Overall, the choice system works great, but there are flaws. JC's shooting ability at the start of the game is nearly useless, which makes it difficult to go a direct action route early on, but at the end of the game he is practically untouchable (with the proper upgrades, the sniper rifle is just godly). One of the slightly larger problems is that installing an augmentation is permanent, there is no way to change that augmentation. Because of this, one bad augmentation choice I made at the start of the game carried all the way through that playthrough. All in all though, the system works very well and it's a blast to play through the game figuring out what you can do and where you can go. One area of a game that I don't usually comment on is the replay value but I feel like this needs to be mentioned for Deus Ex. Deus Ex has immense replay value because of the different approaches you can take to each level and the different skill and augmentation sets you can choose from. In addition, there's a large number of mods out there that tweak the system (different augmentations, skills, weapons, fan-made missions, etc), extending replay value even further.

Another thing I don't usually comment on, the sounds in the game. I really enjoyed the soundtrack to Deus Ex, but the voice acting is quite frankly atrocious. The biggest problem for me were the terrible accents. It's bearable in small amounts, but then the game sends you to Hong Kong and then Paris, where you'll be surrounded by terrible Chinese and French accents. This is really a minor complaint, I don't actually have that big an issue with the accents, I just think that it's silly how the chosen story locales are probably the worst possible ones to have bad accents for.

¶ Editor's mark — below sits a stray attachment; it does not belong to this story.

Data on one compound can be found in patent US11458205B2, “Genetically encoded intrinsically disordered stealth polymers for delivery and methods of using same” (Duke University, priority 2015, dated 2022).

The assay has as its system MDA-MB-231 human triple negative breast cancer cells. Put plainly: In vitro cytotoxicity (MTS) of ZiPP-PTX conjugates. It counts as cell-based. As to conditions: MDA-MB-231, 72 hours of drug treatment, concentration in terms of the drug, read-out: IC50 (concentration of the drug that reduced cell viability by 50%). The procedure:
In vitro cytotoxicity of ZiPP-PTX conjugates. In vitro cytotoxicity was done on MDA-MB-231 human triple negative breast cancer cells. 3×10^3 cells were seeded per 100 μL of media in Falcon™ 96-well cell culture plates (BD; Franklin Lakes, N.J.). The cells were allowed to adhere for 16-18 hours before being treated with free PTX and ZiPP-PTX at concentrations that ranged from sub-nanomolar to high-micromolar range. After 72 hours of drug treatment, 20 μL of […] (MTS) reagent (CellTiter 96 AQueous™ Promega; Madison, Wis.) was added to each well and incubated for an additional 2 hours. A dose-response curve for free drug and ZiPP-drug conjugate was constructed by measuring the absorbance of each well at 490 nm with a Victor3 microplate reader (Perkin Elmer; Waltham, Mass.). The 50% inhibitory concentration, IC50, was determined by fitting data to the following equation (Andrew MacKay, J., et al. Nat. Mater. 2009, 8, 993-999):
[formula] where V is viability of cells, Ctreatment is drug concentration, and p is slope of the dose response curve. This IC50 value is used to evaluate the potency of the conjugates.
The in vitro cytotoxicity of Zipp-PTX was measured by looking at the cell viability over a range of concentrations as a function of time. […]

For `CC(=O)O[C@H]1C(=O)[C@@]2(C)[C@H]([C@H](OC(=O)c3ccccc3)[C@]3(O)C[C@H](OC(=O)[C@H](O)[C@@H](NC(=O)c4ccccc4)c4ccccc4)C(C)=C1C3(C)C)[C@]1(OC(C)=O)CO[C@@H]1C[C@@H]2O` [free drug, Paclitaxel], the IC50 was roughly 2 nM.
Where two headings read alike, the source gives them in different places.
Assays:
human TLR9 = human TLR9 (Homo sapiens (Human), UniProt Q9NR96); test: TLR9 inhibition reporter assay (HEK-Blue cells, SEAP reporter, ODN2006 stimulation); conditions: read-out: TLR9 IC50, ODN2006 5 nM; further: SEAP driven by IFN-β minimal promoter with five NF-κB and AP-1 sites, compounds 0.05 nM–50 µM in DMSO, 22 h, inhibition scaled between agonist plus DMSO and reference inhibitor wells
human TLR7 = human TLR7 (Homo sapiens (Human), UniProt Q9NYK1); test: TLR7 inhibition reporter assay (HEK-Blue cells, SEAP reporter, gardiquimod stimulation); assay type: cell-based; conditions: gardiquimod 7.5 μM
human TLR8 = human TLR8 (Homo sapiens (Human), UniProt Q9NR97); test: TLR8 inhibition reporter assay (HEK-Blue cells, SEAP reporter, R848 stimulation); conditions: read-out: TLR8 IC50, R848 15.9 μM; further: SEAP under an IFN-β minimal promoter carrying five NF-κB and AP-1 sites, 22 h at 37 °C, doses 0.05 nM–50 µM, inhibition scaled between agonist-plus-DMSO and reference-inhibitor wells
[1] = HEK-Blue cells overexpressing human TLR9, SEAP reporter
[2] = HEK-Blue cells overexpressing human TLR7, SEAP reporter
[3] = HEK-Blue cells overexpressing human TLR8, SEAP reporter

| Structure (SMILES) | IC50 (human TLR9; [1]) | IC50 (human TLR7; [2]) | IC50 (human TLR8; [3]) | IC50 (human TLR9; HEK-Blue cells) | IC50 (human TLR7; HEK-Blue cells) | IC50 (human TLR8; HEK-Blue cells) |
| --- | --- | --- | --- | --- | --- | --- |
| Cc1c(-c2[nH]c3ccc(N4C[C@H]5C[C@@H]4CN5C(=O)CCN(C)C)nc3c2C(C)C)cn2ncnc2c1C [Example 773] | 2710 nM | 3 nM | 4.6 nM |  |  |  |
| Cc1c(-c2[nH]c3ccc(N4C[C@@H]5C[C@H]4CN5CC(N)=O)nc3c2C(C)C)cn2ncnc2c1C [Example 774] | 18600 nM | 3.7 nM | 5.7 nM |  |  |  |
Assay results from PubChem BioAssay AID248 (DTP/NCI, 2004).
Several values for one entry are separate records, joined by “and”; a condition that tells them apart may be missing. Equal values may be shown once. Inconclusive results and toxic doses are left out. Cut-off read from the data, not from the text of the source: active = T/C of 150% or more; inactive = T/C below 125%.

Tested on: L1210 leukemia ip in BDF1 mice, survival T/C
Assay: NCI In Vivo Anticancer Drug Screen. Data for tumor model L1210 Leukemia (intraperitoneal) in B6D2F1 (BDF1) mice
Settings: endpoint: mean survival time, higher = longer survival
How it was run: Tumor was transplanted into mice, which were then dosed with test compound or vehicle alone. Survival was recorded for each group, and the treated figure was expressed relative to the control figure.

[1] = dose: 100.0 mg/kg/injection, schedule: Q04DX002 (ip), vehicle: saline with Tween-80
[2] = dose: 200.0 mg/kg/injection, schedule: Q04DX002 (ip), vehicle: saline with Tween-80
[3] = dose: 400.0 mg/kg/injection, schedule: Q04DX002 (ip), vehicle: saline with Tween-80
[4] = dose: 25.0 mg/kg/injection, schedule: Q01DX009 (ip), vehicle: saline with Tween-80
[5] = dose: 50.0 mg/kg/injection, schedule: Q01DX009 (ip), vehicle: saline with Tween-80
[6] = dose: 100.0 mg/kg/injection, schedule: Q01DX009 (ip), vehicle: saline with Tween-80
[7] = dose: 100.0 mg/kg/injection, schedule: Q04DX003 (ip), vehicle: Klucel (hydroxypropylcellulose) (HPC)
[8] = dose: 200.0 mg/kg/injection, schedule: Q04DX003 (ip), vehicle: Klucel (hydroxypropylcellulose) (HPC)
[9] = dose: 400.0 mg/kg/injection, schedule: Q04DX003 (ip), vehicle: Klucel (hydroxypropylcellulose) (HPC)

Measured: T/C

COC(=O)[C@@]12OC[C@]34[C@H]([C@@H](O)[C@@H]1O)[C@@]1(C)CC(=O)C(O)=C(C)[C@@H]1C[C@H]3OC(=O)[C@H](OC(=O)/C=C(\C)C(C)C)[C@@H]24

Short and simple:
Deus Ex makes it fun to explore, experiment, and experience every possibility, and in my opinion, that's what makes it a truly great game.
Pros: The story is intriguing with its focus on global conspiracy. The gameplay gives the player an immense number of ways to play the game, and it's actually fun to see how you can do things differently. Tons of replay value.
Cons: The player's choices don't have very much impact on the plot. The gameplay also has its flaws, particularly with balancing all the options it provides its players (though an argument can be made that this is more realistic, your options in real life aren't always going to be equally difficult/viable either). And the accents...

My 'Score': 11 (years since Deus Ex came out)